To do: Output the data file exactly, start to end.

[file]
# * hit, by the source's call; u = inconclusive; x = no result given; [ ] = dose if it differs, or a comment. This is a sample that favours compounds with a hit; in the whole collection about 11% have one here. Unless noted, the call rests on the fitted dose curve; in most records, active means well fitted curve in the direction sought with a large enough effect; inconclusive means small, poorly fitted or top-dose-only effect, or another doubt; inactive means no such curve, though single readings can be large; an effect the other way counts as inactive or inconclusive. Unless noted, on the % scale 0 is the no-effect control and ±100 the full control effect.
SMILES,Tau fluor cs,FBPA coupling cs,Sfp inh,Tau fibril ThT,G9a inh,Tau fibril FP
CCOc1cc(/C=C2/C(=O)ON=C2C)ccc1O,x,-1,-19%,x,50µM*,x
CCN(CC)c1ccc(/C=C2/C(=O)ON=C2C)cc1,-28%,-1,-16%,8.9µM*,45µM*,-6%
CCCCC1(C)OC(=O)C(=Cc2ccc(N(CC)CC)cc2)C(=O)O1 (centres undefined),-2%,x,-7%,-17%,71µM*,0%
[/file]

# * hit, by the source's call; u = inconclusive; x = no result given; [ ] = dose if it differs, or a comment. This is a sample that favours compounds with a hit; in the whole collection about 11% have one here. Unless noted, the call rests on the fitted dose curve; in most records, active means well fitted curve in the direction sought with a large enough effect; inconclusive means small, poorly fitted or top-dose-only effect, or another doubt; inactive means no such curve, though single readings can be large; an effect the other way counts as inactive or inconclusive. Unless noted, on the % scale 0 is the no-effect control and ±100 the full control effect.
SMILES,Tau fluor cs,FBPA coupling cs,Sfp inh,Tau fibril ThT,G9a inh,Tau fibril FP
CCOc1cc(/C=C2/C(=O)ON=C2C)ccc1O,x,-1,-19%,x,50µM*,x
CCN(CC)c1ccc(/C=C2/C(=O)ON=C2C)cc1,-28%,-1,-16%,8.9µM*,45µM*,-6%
CCCCC1(C)OC(=O)C(=Cc2ccc(N(CC)CC)cc2)C(=O)O1 (centres undefined),-2%,x,-7%,-17%,71µM*,0%